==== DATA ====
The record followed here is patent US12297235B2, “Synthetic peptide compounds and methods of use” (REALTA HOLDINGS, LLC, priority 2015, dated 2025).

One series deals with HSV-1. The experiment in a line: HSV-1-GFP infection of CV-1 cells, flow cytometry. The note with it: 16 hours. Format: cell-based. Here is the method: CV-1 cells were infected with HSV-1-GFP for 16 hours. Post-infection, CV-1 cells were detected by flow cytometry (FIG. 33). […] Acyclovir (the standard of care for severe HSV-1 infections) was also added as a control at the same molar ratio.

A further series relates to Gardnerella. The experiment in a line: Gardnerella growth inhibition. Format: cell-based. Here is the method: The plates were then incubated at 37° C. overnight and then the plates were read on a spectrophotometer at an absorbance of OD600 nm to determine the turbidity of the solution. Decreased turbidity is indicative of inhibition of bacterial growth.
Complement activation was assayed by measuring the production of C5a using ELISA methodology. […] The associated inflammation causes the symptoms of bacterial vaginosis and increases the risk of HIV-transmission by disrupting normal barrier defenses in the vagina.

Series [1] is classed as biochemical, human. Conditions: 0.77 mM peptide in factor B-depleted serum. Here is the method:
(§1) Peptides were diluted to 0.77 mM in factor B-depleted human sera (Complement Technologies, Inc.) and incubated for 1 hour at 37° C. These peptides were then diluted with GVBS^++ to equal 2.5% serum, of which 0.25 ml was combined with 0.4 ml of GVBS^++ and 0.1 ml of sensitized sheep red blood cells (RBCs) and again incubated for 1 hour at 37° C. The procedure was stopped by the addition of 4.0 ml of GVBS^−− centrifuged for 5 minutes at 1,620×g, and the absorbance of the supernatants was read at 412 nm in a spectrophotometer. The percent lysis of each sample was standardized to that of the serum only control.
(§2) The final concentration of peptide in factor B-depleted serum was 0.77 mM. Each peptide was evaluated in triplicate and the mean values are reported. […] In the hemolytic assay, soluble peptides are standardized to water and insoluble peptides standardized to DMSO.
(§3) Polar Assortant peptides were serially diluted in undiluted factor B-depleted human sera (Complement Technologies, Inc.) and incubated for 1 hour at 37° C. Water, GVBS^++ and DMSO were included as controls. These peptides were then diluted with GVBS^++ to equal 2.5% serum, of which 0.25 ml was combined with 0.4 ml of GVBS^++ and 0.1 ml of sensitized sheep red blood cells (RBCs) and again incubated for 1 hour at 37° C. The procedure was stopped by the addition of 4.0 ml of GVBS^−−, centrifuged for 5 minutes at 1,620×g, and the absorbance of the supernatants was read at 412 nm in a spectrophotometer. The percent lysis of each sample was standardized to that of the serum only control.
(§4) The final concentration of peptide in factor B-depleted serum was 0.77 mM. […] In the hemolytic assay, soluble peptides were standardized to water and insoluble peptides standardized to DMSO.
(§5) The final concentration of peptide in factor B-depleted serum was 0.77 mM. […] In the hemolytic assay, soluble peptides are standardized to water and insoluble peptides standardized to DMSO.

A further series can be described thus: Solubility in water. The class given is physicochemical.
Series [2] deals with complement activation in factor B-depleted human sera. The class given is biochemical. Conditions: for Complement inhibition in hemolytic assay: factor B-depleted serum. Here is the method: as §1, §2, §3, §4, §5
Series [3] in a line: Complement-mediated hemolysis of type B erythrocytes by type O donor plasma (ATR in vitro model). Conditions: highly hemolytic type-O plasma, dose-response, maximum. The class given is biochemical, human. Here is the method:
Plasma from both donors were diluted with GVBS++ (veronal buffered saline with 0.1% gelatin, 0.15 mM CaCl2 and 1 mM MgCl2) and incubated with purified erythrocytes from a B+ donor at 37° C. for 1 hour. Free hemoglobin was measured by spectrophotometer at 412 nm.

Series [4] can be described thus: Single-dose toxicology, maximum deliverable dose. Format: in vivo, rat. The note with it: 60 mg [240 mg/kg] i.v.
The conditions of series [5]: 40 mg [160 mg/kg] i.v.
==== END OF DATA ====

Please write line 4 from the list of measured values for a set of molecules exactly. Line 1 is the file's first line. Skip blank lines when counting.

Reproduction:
Complement activation was assayed by measuring the production of C5a using ELISA methodology. […] The associated inflammation causes the symptoms of bacterial vaginosis and increases the risk of HIV-transmission by disrupting normal barrier defenses in the vagina.